Language is an important issue, too. At first I couldn’t speak Japanese at all. After I had studied once a week for six months, I came to be able to speak halting Japanese. Now I speak more fluent Japanese, but business Japanese in contracts or rules is incomprehensible to me. That is my biggest problem for now.
Q4 : What is yourfavorite Japanese food? Is there anything you can’t eat?
A4 : Japanese foods are delicious. Yakiniku, yakitori, sushi, sashimi, I like them all. Raw fish is excellent! I especially love salmon and tuna. Of course I like rice and miso soup, too. But there is one thing I can’t eat. Natto. I can’t stand that smell.
Actually, I like cooking and sometimes I cook for myself. Pasta and steak are my specialties, but I also cook Japanese udon often.
Q5 : What is the most enjoyable thing about your life in Japan?
A5 : My life in Japan is full of enjoyable things, and the best thing among them is snowboarding. I’ve been to many famous ski sites in Japan such as Niseko in Hokkaido, Hakuba, Nozawa, and Shiga Kogen in Nagano, and Yuzawa in Niigata. I saw the snow monkeys twice, blissfully soaked and relaxed in a hot spring. I think the powder snow in Japan is terrific. My favorite ski site is Niseko.
The beaches in summer are great, too. Although Okinawa is popular, I visited the island of Iki in Nagasaki last year. When I searched up “beautiful beach” on the Internet, I came to know about the island of Iki, and I was drawn to its beauty. I enjoyed a wonderful vacation there. I highly recommend it.
Another advantage of living in Japan is that there are many opportunities to see big artists in concert. There is no country in Asia with more opportunity to see foreign artists’ in concert. I went to the concert of Eric Clapton when he came to Japan, and I also went to the Fuji Rock Festival last year to see the Red Hot Chili Peppers, my current favorite band.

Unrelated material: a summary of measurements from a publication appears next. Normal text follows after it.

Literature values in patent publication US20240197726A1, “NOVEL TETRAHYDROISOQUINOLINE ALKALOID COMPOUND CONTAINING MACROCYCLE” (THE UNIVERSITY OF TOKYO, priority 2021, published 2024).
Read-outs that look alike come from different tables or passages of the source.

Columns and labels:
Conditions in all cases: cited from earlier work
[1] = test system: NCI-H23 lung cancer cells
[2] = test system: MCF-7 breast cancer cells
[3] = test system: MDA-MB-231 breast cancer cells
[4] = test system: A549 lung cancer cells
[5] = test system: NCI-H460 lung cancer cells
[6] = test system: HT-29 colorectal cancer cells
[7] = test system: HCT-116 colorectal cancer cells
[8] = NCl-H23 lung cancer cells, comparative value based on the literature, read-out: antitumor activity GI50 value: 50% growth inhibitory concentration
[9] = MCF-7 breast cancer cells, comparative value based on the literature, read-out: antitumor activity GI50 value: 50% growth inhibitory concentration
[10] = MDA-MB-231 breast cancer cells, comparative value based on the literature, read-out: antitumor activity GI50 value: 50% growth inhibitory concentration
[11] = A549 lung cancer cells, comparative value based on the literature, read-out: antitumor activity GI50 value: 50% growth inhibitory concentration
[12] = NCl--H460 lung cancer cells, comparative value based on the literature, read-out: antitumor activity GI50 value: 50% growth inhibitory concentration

Q6 : What are your career goals and your dreams for the future?
A6 : I’d like to stay in Japan forever. I want to keep learning and building up my career in Yamato Transport and to be an executive someday and perhaps finally the president of this company.
Q7 : Finally, please give a message for foreign students who wish to come to Japan?
A7 : First, please study Japanese diligently. If you are just a tourist, speaking English is enough to enjoy Japan, but if you want to live and work in Japan, you need to eagerly study everything about Japan, including the language and culture. Japanese language is very difficult and there will be no end to your learning. But you don’t have to worry. Your boss and colleagues will be kind enough to help you to work in Japan.
People in my neighborhood shops also are very kind and often talk to me casually. I have become acquainted with many people. I’m enjoying my life here so much that I have no time to be homesick.
Please come to Japan and pursue your potential!
Yamato Transport Co., Ltd.
Office of International Strategy Development & External Affairs
Senior Global Account Manager Assistant to Executive Officer